A checklist for engaging the Australian government in humanitarian action

The Australian flag. Photo by: Alex Steffler / CC BY-NC

CANBERRA — How can we engage governments to act on humanitarian crises? Encourage them to use their seat on international forums and bilateral relationships to advocate for change at the highest level.

In January, World Vision Australia released the results of its research on this question — a checklist for action. Designed for Australian NGOs and civil society organizations, the list is a tool for assessing the role that key international and regional bodies, as well as the Australian government, have played in preventing and responding to conflict-related humanitarian crises.

“While Australia has made strong rhetorical commitments to preventing and responding to conflict, we don’t always see that translated into action.”

— Rebecca Barber, lead author of the checklist

“The bulk of humanitarian needs are driven by conflict,” Rebecca Barber, associate lecturer in humanitarian studies at Deakin University and lead author of the checklist, explained to Devex.

“NGOs can do their best to meet humanitarian needs, but the needs will persist so long as conflict persists. At the end of the day, it’s only through political solutions that humanitarian needs can be reduced over the long term,” Barber said.

Barber explained that while Australian civil society calls upon the government to engage at the political and diplomatic level to prevent or respond to crises, it can be clearer, smarter, and more strategic in deciding what to ask for.

“NGOs have only a limited amount of time to engage in advocacy, so we need to be sure we focus our attention, and our ‘asks,’ on what’s most likely to be effective,” she said. “It’s hard to do this without a solid understanding of all the options that are available to the Australian government through its seats on various international and regional forums — the U.N. General Assembly, the Human Rights Council, and so on.”

Barber hopes that the checklist will provide NGOs with a better understanding of those options, so both NGOs and government can have informed and targeted discussions about how the government is responding to conflict-related crises.

The role of Australia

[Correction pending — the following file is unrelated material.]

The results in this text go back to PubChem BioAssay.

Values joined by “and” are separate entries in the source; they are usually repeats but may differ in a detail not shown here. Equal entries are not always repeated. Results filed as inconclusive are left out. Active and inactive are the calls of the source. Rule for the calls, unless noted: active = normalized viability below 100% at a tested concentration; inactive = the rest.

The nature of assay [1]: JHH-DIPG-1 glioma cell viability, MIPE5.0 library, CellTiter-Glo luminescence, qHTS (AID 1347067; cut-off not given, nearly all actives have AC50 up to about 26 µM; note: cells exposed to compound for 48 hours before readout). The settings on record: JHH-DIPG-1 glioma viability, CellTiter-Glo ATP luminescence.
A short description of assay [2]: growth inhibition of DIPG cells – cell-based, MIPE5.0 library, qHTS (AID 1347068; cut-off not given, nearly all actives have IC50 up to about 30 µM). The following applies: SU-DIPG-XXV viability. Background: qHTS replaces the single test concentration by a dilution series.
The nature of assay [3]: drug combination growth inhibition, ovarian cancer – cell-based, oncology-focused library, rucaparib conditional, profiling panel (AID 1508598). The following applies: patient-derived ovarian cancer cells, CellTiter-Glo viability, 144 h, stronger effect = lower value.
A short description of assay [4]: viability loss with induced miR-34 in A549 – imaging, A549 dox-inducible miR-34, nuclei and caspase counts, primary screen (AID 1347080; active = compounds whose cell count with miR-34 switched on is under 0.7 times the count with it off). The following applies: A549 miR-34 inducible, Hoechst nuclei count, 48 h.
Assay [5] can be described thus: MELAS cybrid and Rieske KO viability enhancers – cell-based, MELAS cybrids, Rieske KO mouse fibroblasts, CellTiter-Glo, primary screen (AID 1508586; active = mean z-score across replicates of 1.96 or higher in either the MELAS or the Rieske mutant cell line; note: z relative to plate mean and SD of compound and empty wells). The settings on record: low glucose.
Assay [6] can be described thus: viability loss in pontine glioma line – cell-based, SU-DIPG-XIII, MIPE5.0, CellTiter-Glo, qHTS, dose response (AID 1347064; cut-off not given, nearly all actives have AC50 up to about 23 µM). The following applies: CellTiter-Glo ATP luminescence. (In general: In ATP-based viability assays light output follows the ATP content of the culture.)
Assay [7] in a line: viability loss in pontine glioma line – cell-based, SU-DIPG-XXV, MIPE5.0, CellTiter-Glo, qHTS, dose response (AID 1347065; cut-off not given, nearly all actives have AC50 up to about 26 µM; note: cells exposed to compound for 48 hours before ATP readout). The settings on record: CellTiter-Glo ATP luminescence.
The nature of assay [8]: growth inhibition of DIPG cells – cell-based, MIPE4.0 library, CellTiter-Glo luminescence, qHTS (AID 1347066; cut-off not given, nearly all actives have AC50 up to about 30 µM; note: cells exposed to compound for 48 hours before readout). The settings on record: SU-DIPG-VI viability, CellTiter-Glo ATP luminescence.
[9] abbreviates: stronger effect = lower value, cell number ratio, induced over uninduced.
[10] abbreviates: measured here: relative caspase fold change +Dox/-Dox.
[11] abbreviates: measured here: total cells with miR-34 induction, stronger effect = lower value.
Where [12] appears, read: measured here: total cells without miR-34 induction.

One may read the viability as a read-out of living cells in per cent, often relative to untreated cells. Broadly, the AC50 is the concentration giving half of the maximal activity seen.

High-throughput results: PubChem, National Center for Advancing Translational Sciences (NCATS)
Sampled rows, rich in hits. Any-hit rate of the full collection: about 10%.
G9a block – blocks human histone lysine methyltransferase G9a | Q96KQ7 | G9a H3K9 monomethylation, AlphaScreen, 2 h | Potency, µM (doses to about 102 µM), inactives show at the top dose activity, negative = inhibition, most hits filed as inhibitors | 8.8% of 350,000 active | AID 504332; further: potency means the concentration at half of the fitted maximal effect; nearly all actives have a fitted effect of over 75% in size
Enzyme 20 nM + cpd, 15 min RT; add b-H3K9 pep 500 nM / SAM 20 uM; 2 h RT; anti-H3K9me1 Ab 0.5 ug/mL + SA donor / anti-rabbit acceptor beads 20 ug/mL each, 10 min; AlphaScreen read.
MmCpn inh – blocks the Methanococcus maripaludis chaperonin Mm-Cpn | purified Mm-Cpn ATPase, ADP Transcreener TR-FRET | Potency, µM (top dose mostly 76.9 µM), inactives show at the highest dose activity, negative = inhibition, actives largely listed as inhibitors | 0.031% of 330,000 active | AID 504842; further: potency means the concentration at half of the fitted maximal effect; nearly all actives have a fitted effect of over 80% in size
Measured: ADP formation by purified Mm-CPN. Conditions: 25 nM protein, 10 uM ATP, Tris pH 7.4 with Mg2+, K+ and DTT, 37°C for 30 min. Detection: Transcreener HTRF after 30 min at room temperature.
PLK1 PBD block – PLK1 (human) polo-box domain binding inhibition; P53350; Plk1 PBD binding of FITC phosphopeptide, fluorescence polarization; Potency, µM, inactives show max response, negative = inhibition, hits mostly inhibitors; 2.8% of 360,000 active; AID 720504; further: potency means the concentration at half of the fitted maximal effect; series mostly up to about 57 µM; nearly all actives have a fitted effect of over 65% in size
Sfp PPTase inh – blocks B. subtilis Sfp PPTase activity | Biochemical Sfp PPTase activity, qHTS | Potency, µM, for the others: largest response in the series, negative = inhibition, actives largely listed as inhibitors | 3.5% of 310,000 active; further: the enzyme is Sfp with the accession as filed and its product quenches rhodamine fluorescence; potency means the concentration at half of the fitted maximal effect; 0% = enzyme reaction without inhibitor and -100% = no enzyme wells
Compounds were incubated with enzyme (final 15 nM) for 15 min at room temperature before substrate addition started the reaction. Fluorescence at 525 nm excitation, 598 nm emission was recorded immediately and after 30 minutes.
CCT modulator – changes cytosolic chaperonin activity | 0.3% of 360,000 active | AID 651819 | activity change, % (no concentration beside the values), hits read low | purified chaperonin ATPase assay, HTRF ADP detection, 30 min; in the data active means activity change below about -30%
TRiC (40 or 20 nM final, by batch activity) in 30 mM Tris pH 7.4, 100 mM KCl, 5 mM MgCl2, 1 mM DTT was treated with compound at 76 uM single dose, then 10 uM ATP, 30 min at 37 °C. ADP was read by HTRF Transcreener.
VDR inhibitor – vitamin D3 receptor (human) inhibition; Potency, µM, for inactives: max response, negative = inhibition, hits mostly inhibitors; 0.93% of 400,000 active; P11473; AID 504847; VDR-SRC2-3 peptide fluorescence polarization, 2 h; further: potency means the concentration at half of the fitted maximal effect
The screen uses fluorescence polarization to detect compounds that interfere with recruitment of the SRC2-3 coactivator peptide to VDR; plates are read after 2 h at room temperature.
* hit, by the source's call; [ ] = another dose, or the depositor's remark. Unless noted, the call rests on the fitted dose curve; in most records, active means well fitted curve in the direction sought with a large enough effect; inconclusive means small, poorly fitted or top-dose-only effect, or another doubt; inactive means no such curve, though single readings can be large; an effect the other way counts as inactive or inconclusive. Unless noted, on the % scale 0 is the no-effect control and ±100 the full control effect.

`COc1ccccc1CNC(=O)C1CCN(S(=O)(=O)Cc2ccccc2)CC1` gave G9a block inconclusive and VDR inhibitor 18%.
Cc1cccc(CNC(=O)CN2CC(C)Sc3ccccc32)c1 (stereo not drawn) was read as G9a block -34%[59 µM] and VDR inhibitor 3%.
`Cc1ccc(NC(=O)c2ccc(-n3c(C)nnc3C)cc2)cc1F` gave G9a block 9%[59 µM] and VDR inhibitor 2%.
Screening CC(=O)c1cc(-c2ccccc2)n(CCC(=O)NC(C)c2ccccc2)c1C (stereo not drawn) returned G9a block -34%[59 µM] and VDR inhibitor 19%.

The checklist is unique to Australia, and for good reason — Australia is not currently on the U.N. Security Council. Barber said that this means NGOs need to be “a bit more creative” in advocacy than NGOs based in the United Kingdom and the United States — governments that have a stronger route for action on conflict-related crises.

“Another thing that makes this particularly pertinent in Australia, is that Australia has a leading role in the region, and is a member of key regional forums that could potentially take a more robust role in responding to humanitarian crises in our region, such as the Rohingya crisis,” she said.

“These are the sorts of questions we’d like to see prompted by the checklist,” Barber said. “Our [Australian] foreign policy and humanitarian strategy contain very strong commitments to the protection of civilians, conflict prevention, the responsibility to protect, accountability for human rights violations, and regional leadership. We see the checklist as a tool for trying to ensure that we capitalize upon — and hold Australia accountable to — these commitments.”

In assessing Australia’s role to date, Barber said it is regarded as a good humanitarian donor, despite aid budget cuts reducing the scope of its work.

“While Australia has made strong rhetorical commitments to preventing and responding to conflict, we don’t always see that translated into action. This is so particularly in cases where Australia has political, economic or strategic ties. Australia has been very guarded in its public statements on Myanmar, for example, relative to some other states,” Barber said.

Engaging NGOs on the checklist

While the checklist was developed in consultation with Amnesty International, Australian Council for International Development, CARE Australia, Centre for Humanitarian Leadership, Oxfam, Save the Children, and World Vision, among others, it is still early days for its implementation.

“We have some discussions with Australian NGOs scheduled over the coming weeks and will be discussing the use of the checklist, which ideally will be collaborative,” Barber explained. “We’ve received very positive feedback from NGOs regarding the checklist so we’re confident that it will be a useful tool.”

The discussions will also include the future of the checklist, including how it is updated to adjust to changing political conditions. But with the basic procedures and mechanisms recommended in the checklist fairly fixed, there are unlikely to be frequent updates required.

“The major changes would be when Australia reaches the end of its term on the Human Rights Council, at the end of 2020, or if we were to come on the Security Council again. But we’ve got a while until then.”

About the author

  • Lisa Cornish

    Lisa Cornish is a Senior Reporter based in Canberra, where she focuses on the Australian aid community. Lisa formerly worked with News Corp Australia as a data journalist for the national network and was published throughout Australia in major metropolitan and regional newspapers, including the Daily Telegraph in Melbourne, Herald Sun in Melbourne, Courier-Mail in Brisbane, and online through news.com.au. Lisa additionally consults with Australian government providing data analytics, reporting and visualization services. Lisa was awarded the 2014 Journalist of the Year by the New South Wales Institute of Surveyors.